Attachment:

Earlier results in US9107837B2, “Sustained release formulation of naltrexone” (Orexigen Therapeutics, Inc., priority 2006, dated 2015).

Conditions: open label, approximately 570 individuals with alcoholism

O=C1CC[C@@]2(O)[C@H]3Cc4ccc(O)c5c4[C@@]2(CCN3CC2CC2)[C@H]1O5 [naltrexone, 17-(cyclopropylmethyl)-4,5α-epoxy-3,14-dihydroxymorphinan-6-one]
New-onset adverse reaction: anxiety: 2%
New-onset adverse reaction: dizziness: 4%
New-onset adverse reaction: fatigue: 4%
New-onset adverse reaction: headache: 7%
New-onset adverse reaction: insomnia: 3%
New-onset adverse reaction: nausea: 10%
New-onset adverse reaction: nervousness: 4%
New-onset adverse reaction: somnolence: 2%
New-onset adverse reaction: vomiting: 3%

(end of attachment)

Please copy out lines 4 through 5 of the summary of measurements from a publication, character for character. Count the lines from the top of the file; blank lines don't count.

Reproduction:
New-onset adverse reaction: anxiety: 2%
New-onset adverse reaction: dizziness: 4%